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8 best video doorbells to add smart security to your home

Never miss a delivery again with one of these nifty gadgets, designed to give you peace of mind with video surveillance, phone notifications and recordings you can access on cloud storage

Thanks to the inclusion of microphones and speakers, video doorbells allow you to pass on instructions to delivery drivers or other visitors ( The Independent/iStock )

Video or smart doorbells use inbuilt cameras and other smart technology to provide the extra security of CCTV but in a compact and convenient package. Installed in place of an existing doorbell, they not only provide a ring for you to hear but will alert you on your phone and provide video surveillance and recording.

Generally powered either by batteries or the standard 12V power cables used to power conventional doorbells, they’re easier to instal than most other forms of security camera and, thanks to the inclusion of microphones and speakers, they allow you to pass on instructions to delivery drivers or other visitors too.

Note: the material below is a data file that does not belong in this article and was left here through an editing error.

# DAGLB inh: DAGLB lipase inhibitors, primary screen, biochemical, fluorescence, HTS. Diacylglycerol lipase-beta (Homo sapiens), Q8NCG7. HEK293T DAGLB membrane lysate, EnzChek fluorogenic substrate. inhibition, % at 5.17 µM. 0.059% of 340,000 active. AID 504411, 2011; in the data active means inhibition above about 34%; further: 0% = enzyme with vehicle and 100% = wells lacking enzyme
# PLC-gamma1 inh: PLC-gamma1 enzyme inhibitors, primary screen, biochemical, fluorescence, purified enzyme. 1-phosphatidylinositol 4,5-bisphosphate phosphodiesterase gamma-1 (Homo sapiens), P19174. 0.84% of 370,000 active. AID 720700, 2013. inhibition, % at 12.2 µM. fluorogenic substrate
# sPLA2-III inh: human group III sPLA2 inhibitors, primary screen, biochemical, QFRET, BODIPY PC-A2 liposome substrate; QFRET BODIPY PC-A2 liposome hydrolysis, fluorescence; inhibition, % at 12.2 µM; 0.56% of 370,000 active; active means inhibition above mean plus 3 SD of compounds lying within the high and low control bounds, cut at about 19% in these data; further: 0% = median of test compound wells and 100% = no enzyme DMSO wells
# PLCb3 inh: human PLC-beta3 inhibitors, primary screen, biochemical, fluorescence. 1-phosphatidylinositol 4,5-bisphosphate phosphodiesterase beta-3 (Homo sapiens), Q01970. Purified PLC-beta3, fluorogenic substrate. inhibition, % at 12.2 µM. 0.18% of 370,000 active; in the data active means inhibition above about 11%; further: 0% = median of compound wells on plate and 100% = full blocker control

By and large, most video doorbells offer the same core set of features. They’ll record video and audio when triggered either by a button push or when motion or audio is detected. They’ll also pass on alerts to your phone and let you see a video feed and talk back to anyone at your door.

However, there are a few key differences to look out for. The first is that some can be battery powered, removing the need to wire them in to a mains supply. Others may also offer continuous recording, giving you the peace of mind that you’ll never miss any goings-on in front of your door.

Then there’s the video quality of the devices. Most record in either 720p (1280 x 720 pixels) or higher fidelity 1080p (1920 x 1080 pixels) with frame rates of up to 30 frames per second.

Some bells also only offer local video recording, much like a conventional IP camera, while others offer cloud-based video storage that you can easily access remotely. The latter generally require you to pay a small monthly fee to access your recordings.

We tested each of these doorbells over the course of a few weeks, checking for image quality in both daylight and at night (they use infrared LEDs to provide night vision), ease of setup and use, build quality and value.

Ring video doorbell: £89, Amazon

One of the original smart doorbells, the Ring video doorbell has been superseded by the Ring video doorbell 2, but that’s why it’s now available for a bargain price of just £89. It offers a slightly lower 720p resolution than the more premium options the company offers, but it still provides very good image quality in both daylight and at night, and offers all the other features you’d expect.